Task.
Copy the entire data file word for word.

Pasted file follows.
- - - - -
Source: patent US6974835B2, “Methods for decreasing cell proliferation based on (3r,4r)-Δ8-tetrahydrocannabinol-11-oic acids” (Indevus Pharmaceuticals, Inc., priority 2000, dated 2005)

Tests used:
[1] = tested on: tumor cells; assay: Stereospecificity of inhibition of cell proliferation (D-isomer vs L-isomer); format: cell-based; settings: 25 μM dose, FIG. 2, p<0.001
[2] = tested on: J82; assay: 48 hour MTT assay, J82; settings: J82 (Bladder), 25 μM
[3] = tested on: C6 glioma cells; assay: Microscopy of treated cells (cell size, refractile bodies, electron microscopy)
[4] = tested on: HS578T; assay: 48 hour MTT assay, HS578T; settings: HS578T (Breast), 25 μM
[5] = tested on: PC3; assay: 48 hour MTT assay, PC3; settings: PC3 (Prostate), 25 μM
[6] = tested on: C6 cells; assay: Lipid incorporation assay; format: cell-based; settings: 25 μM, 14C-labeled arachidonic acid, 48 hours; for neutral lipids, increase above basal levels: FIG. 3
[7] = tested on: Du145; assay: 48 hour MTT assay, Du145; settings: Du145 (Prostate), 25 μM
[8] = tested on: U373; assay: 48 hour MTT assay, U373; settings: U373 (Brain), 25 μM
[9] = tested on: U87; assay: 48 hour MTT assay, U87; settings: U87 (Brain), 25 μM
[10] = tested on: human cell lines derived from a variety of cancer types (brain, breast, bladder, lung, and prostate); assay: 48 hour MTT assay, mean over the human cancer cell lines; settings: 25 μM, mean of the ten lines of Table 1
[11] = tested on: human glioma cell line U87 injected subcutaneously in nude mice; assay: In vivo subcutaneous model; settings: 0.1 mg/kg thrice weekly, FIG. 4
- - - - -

Source: patent US6974835B2, “Methods for decreasing cell proliferation based on (3r,4r)-Δ8-tetrahydrocannabinol-11-oic acids” (Indevus Pharmaceuticals, Inc., priority 2000, dated 2005)

Tests used:
[1] = tested on: tumor cells; assay: Stereospecificity of inhibition of cell proliferation (D-isomer vs L-isomer); format: cell-based; settings: 25 μM dose, FIG. 2, p<0.001
[2] = tested on: J82; assay: 48 hour MTT assay, J82; settings: J82 (Bladder), 25 μM
[3] = tested on: C6 glioma cells; assay: Microscopy of treated cells (cell size, refractile bodies, electron microscopy)
[4] = tested on: HS578T; assay: 48 hour MTT assay, HS578T; settings: HS578T (Breast), 25 μM
[5] = tested on: PC3; assay: 48 hour MTT assay, PC3; settings: PC3 (Prostate), 25 μM
[6] = tested on: C6 cells; assay: Lipid incorporation assay; format: cell-based; settings: 25 μM, 14C-labeled arachidonic acid, 48 hours; for neutral lipids, increase above basal levels: FIG. 3
[7] = tested on: Du145; assay: 48 hour MTT assay, Du145; settings: Du145 (Prostate), 25 μM
[8] = tested on: U373; assay: 48 hour MTT assay, U373; settings: U373 (Brain), 25 μM
[9] = tested on: U87; assay: 48 hour MTT assay, U87; settings: U87 (Brain), 25 μM
[10] = tested on: human cell lines derived from a variety of cancer types (brain, breast, bladder, lung, and prostate); assay: 48 hour MTT assay, mean over the human cancer cell lines; settings: 25 μM, mean of the ten lines of Table 1
[11] = tested on: human glioma cell line U87 injected subcutaneously in nude mice; assay: In vivo subcutaneous model; settings: 0.1 mg/kg thrice weekly, FIG. 4